Colin Powell: If you caught Barbara Walter's hour-long "20/20" interview with General Colin Powell, it's hard not to make a comparison between the man who's heralded in the last few months as the most popular potential presidential candidate and a certain short, large-eared Texas billionaire who was, four years ago, heralded as the most popular potential presidential candidate. Of course, Perot did go on to make a history-making bid for the job, then squandered his cachet on ego and faux coyness. While Powell seems to possess a more even temper, the way he has handled his non-campaign for the presidency is troubling. Powell built his career as a four-star general on a foundation of caution and conformity. The rude, unruly, cutthroat American political scene ain't the U.S. armed forces. Can Powell build consensus in an era when people pride themselves on not listening to each other? Powell appears to sign copies of his autobiography at 6 p.m. at Taylors Prestonwood, 5455 Belt Line Road. For more information call 934-1500.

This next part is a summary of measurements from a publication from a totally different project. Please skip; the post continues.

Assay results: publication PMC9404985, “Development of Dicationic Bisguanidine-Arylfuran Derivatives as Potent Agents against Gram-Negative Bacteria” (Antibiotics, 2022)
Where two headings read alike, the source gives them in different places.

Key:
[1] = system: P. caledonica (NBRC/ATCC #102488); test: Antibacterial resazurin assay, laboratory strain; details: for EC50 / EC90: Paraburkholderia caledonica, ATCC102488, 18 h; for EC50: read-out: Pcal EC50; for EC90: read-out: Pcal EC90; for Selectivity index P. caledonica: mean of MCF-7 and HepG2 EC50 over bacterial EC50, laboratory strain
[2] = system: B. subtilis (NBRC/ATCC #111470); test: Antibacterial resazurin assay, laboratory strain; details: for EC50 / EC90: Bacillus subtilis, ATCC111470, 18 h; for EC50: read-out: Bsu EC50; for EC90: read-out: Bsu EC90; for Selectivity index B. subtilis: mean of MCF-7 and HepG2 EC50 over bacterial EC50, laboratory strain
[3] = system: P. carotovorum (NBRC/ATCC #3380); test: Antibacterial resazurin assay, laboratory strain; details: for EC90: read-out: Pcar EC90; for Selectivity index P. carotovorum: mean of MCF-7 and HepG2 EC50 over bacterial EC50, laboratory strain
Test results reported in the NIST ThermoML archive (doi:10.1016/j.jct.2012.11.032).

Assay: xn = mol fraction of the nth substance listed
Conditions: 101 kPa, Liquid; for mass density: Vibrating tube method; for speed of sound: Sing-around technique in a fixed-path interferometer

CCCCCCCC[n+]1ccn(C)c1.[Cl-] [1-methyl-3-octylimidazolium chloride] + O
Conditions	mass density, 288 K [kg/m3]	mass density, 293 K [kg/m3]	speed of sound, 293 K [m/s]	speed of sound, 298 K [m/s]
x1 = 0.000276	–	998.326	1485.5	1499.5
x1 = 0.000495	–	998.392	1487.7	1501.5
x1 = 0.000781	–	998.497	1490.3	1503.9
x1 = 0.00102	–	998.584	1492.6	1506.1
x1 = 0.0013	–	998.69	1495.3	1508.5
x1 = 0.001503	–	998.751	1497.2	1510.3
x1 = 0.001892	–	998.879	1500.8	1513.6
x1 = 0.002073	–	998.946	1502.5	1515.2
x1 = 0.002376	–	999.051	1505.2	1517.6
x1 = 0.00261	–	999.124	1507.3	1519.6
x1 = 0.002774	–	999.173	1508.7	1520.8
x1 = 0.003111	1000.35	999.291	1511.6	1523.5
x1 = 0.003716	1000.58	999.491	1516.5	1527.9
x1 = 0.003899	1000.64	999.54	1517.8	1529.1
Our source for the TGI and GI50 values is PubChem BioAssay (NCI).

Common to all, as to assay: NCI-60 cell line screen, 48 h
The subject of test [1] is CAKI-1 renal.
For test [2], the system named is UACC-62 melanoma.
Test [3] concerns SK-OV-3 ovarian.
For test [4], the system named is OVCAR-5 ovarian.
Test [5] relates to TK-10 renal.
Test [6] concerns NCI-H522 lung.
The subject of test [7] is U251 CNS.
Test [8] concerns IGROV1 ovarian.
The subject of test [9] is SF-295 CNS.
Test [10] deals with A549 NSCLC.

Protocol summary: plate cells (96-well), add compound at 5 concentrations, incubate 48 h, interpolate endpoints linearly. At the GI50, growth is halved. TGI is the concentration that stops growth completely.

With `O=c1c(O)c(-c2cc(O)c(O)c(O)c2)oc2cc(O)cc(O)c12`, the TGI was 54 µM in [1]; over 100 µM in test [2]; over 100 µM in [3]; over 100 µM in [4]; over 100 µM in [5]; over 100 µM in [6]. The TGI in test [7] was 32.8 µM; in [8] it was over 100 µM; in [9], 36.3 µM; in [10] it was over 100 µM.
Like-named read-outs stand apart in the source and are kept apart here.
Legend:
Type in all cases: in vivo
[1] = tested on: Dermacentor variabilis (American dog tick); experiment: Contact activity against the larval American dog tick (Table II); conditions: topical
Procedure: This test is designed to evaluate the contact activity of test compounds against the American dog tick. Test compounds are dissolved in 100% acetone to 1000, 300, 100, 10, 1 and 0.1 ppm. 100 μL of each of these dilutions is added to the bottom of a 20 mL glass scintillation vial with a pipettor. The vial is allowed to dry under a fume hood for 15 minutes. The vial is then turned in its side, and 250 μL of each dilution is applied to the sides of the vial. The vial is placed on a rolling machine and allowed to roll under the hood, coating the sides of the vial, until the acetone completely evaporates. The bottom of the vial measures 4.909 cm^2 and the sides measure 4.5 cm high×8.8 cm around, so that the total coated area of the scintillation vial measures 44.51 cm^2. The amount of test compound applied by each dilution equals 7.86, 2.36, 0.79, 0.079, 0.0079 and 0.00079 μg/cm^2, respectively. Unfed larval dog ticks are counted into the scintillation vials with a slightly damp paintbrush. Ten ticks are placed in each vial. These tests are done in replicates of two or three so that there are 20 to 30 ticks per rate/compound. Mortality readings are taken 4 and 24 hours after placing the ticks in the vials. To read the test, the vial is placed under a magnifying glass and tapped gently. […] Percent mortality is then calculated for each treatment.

Brothers: Victims of the Conspiracy: Whether or not you believe O.J. Simpson is guilty of murder, his defense team has managed to raise some troubling questions about the manner in which the Los Angeles Police Department collected and processed evidence. These are the same questions which have been raised for years by folks who insist that Sirhan Sirhan was not responsible, or at least not solely responsible, for the assassination of Robert Kennedy in 1968. The conspiracy theorists behind RFK's murder don't seem to get as much attention as those who've built a cottage industry around the killing of JFK, but they do indeed exist, and have somewhat of a mentor in researcher-filmmaker Theodore Charach, whose award-winning documentary The Second Gun claims to present new evidence about the murder. Brothers: Victims of the Conspiracy is an exhibit at the Conspiracy Museum presented in conjunction with Charach that outlines the recovery, after 15 years in an Arkansas lake, of a gun owned by one Thane Cesar, a security guard who was behind Kennedy at the time of his death. The Conspiracy Museum is located at 110 S. Market opposite to Kennedy Memorial in the Katy Building. Tickets are $3-$7. For info call 741-3040.